Unprotected Sex After Chemotherapy

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A number of factors influence when a patient may safely have unprotected sex during or after chemotherapy.
A number of factors influence when a patient may safely have unprotected sex during or after chemotherapy.

How long after receiving chemotherapy should patients wait to have unprotected sex? 

This is a frequent question for many oncology or infusion center nurses. Many factors influence when a patient may have unprotected sex during or after their chemotherapy treatment. One important consideration is how long the chemotherapy drug takes to be metabolized and cleared from the body (ie, the pharmacologic half-life). Avoiding unprotected sex until after the drug is expected to be cleared reduces exposing the sexual partner to any chemotherapy that may have penetrated into the patient's vaginal secretions or semen.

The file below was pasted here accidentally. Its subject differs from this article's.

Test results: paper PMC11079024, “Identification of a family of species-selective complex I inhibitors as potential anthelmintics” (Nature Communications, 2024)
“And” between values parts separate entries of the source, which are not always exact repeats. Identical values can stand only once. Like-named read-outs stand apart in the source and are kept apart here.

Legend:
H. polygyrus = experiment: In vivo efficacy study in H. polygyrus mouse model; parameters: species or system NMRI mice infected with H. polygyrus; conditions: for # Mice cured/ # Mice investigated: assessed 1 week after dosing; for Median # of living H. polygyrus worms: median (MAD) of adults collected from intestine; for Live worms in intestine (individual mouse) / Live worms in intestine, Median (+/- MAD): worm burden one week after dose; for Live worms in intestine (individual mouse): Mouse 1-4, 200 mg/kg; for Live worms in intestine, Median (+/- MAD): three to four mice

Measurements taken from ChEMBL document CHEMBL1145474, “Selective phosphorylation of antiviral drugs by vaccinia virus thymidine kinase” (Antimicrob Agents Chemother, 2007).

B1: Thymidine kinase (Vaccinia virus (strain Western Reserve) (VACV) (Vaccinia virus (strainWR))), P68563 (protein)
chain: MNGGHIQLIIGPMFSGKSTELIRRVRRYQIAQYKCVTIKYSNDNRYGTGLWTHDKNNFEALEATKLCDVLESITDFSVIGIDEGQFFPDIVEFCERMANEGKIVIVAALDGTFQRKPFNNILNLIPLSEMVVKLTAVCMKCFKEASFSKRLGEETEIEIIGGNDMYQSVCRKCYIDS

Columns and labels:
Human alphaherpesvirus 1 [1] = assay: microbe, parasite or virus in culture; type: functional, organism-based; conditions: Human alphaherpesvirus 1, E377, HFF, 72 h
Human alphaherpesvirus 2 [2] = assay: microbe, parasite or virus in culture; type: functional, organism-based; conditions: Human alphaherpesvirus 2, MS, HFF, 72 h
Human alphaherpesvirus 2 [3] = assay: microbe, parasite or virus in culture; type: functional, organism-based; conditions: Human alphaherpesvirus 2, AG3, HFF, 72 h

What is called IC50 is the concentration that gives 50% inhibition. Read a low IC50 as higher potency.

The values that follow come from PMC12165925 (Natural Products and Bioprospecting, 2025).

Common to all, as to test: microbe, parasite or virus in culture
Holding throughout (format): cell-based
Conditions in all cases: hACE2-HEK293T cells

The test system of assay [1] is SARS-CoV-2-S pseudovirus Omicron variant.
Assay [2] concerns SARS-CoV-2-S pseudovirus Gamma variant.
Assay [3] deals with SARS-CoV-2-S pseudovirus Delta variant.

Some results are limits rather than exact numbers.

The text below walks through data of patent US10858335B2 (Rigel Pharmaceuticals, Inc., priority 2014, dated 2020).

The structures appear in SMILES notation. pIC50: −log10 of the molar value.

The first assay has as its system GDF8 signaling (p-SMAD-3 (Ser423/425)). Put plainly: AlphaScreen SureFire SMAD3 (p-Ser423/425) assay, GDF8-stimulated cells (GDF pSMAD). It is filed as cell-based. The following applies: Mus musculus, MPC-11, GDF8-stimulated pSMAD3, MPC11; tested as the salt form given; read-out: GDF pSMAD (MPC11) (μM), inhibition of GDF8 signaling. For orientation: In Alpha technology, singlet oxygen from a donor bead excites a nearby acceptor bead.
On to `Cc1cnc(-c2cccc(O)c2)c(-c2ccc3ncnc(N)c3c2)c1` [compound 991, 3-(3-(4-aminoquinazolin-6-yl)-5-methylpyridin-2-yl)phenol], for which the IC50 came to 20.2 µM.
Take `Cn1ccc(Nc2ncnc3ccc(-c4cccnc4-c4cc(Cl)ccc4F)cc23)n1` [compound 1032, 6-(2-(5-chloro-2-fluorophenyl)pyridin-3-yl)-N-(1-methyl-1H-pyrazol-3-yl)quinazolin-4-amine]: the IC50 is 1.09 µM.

Patients receiving therapy that is expected to make them profoundly neutropenic or thrombocytopenic may need to avoid sexual activity until their cytopenia resolves. Female patients who are able to become pregnant and male patients with a female sexual partner who is able to become pregnant should use appropriate contraception methods until after discussion with the patient's oncology care provider, even if barrier methods are no longer necessary. This is because the chemotherapy's effects on sperm or egg cells may be longer lasting, depending on what treatment the patient received. 

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